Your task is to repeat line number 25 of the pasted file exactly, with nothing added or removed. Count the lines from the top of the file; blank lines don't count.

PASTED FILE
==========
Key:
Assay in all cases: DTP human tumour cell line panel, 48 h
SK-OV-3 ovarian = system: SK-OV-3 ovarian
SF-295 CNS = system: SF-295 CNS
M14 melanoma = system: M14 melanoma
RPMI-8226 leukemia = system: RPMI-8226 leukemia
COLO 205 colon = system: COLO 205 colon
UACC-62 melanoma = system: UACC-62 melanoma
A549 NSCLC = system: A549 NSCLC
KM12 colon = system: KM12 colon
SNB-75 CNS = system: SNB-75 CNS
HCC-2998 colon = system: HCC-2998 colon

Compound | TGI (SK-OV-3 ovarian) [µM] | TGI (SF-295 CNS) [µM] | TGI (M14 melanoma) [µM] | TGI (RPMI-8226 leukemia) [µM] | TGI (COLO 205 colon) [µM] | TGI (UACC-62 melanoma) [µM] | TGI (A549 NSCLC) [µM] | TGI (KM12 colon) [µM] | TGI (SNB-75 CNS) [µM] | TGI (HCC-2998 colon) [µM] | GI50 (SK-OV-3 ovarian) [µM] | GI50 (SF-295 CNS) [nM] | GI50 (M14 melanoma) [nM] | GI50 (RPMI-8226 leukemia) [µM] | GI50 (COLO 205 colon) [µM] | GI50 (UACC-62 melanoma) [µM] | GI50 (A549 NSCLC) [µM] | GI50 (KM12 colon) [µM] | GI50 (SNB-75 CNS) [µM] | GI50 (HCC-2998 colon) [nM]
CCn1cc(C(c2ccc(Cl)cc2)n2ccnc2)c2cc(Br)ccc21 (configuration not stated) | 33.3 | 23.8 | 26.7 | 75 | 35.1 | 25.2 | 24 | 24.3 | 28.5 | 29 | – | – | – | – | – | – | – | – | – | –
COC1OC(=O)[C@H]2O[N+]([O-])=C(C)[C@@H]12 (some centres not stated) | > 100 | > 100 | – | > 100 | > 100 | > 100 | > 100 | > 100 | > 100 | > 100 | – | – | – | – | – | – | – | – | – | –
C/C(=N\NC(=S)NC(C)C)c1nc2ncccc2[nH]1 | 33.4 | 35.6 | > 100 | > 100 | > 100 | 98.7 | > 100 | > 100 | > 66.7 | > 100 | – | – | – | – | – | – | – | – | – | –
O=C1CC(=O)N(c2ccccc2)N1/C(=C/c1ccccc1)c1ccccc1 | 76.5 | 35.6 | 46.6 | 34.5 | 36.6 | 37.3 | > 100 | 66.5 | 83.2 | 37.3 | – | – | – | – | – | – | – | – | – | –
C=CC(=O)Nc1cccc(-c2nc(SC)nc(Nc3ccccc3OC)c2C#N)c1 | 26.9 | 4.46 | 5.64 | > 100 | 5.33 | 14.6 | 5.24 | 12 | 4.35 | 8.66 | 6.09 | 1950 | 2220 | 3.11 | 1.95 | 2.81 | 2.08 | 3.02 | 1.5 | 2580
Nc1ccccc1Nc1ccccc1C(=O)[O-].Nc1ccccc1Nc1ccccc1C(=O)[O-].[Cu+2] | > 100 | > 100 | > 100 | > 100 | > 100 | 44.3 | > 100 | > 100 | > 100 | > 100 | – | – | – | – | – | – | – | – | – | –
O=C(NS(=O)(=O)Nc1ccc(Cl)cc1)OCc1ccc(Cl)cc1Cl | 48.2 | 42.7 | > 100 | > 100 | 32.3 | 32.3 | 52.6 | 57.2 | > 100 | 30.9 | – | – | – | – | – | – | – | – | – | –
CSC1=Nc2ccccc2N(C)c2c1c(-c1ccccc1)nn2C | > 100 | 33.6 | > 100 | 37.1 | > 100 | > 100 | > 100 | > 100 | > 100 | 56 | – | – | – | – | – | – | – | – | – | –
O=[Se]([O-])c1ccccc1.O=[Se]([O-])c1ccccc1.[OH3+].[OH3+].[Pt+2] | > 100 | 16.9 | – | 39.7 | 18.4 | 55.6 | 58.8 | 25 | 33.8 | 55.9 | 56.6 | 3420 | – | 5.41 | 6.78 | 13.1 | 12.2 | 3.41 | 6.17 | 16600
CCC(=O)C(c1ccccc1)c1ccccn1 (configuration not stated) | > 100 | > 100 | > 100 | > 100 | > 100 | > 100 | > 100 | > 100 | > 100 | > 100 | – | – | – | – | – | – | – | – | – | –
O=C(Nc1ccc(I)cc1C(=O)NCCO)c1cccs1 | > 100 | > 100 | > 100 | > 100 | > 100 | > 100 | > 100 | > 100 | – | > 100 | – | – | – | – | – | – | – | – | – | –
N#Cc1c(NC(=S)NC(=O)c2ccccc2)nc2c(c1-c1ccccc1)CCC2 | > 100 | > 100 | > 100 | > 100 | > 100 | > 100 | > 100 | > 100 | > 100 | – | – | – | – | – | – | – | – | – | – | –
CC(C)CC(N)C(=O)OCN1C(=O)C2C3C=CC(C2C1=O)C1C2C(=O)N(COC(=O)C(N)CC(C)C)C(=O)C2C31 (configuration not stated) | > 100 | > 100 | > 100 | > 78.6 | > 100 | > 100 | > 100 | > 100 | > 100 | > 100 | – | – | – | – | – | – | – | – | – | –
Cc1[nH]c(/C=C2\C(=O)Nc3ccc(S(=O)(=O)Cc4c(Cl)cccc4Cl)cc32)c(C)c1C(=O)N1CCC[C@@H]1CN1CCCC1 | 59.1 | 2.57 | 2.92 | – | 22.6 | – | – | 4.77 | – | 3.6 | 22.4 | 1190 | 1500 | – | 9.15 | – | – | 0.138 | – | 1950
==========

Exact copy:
N#Cc1c(NC(=S)NC(=O)c2ccccc2)nc2c(c1-c1ccccc1)CCC2 | > 100 | > 100 | > 100 | > 100 | > 100 | > 100 | > 100 | > 100 | > 100 | – | – | – | – | – | – | – | – | – | – | –